362 F2d 942 Jaskiewicz 26 US 7201

362 F.2d 942

66-2 USTC P 9582

In re Grand Jury Investigation Concerning Frank A.
JASKIEWICZ, Possible Violation of Title 26 U.S.
Code, Section 7201.
Allen Speiser, Appellant, Frank A. Jaskiewicz, Intervenor.

No. 15909.

United States Court of Appeals Third Circuit.

Argued June 13, 1966.
Decided July 5, 1966.

Norman C. Henss, Philadelphia, Pa., for appellant Allen Speiser.

Leonard Sarner, Philadelphia, Pa., for appellant intervenor Jaskiewicz.

J. Shane Creamer, Asst. U.S. Atty., Philadelphia, Pa., for appellee.

Before GANEY and SMITH, Circuit Judges, and KIRKPATRICK, District judge.


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The appellant, a certified public accountant, was subpoenaed to appear before a duly impanelled grand jury engaged in the investigation of possible violations of 7201 of the Internal Revenue Code (1954) 26 U.S.C.A. by the intervenor. He appeared and answered certain questions but refused to answer others on the ground that the disclosure of the information sought would violate the accountant-client privilege protected by the provisions of the Pennsylvania statute, 63 P.S. 9.11a. This claim of privilege was asserted on instructions from the intervenor, the appellant's client.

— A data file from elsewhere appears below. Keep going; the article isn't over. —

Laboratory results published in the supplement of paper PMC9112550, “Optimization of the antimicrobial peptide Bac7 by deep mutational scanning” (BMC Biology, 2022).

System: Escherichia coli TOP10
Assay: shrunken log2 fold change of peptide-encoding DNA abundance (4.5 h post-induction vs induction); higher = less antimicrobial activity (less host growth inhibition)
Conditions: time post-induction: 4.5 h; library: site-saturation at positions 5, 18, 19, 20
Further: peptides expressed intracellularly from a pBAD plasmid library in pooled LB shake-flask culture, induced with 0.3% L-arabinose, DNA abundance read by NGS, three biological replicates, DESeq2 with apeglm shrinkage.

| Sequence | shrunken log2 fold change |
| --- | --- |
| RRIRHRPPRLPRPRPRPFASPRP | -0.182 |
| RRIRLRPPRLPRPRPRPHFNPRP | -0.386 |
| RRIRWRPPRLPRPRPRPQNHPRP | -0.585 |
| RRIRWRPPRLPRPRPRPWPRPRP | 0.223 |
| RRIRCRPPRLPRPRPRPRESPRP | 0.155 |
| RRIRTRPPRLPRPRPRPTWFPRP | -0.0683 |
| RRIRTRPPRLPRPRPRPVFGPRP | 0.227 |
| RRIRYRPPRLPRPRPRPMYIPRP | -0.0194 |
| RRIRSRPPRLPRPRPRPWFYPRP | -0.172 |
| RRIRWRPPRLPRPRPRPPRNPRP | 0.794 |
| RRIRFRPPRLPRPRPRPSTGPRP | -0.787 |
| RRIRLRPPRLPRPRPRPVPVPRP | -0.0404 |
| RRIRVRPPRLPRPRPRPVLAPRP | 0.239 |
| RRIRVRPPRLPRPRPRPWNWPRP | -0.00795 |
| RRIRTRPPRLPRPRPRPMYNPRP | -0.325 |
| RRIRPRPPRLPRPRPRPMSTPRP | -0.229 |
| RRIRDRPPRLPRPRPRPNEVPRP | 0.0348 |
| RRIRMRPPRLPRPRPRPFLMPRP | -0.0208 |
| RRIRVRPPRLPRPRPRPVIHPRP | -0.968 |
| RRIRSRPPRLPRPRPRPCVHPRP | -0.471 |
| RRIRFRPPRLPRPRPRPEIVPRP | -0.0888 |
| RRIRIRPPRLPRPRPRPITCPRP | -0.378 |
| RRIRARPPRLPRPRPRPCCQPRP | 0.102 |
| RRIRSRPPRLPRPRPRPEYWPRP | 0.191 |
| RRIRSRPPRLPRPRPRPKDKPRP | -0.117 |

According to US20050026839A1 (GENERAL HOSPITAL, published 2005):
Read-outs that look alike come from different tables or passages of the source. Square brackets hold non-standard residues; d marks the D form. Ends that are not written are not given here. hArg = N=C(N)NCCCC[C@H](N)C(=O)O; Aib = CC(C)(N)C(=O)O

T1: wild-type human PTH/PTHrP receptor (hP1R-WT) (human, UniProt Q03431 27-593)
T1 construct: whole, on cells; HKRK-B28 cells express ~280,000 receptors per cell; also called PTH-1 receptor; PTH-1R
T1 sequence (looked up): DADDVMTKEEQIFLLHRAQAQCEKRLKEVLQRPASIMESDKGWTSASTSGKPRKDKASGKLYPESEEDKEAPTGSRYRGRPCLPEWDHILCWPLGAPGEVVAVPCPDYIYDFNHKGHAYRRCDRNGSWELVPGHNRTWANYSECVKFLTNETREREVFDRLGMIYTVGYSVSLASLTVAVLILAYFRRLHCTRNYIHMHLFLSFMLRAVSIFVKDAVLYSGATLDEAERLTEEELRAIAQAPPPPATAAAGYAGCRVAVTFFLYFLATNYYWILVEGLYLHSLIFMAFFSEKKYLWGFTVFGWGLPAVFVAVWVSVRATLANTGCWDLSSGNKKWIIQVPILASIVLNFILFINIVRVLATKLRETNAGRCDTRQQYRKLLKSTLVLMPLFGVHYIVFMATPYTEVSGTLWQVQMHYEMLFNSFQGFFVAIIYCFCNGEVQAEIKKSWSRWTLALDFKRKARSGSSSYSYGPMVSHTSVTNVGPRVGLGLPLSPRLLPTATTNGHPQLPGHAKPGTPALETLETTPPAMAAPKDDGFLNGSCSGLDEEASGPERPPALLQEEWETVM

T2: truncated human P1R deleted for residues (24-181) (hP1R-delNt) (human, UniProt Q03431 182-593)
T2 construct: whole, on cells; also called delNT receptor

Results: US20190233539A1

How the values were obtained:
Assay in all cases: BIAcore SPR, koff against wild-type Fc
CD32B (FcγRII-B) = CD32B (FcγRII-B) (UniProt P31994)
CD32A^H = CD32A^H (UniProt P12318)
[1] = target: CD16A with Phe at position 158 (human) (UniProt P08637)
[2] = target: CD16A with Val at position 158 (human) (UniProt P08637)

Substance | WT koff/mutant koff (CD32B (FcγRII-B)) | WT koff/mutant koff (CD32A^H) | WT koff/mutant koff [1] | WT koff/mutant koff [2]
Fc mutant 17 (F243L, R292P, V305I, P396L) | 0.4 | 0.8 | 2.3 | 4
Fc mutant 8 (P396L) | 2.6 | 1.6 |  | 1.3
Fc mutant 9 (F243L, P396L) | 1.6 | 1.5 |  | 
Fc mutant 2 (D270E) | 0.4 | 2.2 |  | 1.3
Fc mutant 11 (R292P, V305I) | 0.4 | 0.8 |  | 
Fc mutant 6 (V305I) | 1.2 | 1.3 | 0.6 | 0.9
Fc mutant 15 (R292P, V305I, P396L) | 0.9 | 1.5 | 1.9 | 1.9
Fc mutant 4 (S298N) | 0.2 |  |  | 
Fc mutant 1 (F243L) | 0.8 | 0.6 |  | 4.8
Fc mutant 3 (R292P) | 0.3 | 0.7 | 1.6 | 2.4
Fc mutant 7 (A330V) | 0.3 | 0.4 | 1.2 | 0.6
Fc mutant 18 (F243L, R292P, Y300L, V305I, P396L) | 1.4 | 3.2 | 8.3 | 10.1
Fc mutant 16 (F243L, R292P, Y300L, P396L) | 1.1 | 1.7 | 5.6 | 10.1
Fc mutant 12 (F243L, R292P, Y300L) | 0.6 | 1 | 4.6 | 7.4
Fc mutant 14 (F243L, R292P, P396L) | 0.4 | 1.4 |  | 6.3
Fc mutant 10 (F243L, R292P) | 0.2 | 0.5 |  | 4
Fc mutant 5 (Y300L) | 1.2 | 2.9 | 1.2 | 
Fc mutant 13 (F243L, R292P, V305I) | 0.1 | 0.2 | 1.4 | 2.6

The appellant, represented by counsel, appeared before the court below at the direction of the United States Attorney. After a hearing the court held the local statute inapplicable to criminal proceedings under federal law and ordered the appellant to answer the questions. This appeal followed immediately although there was neither a refusal to obey the court's order nor an adjudication in contempt.


The only question raised on this appeal concerns the applicability of the Pennsylvania statute. Although urged to do so by the intervenor and the Government, we do not reach the question because in our opinion the order was interlocutory and not appealable. Cobbledick v. United States, 309 U.S. 323, 60 S.Ct. 540, 84 L.Ed. 783 (1940); Directory Services, Inc. v. United States, 353 F.2d 299 (8th Cir. 1965). Cf. DiBella v. United States, 369 U.S. 121, 82 S.Ct. 654, 7 L.Ed.2d 614 (1962), in which the Court held that the denial of a pretrial motion to suppress evidence was interlocutory and not appealable in the absence of a final judgment in the criminal action. See also United States v. Blue, 86 S.Ct. 1416 (May 23, 1966).


The case of Perlman v. United States, 247 U.S. 7, 38 S.Ct. 417, 62 L.Ed. 950 (1918), relied upon by the Government, is clearly distinguishable. Cobbledick v. United States, supra, 309 U.S. 328, 60 S.Ct. 540. This is also true of Overby v. United States Fidelity and Guaranty Co., 224 F.2d 158 (5th Cir. 1955), relied on by the intervenor.


This appeal will be dismissed for lack of jurisdiction.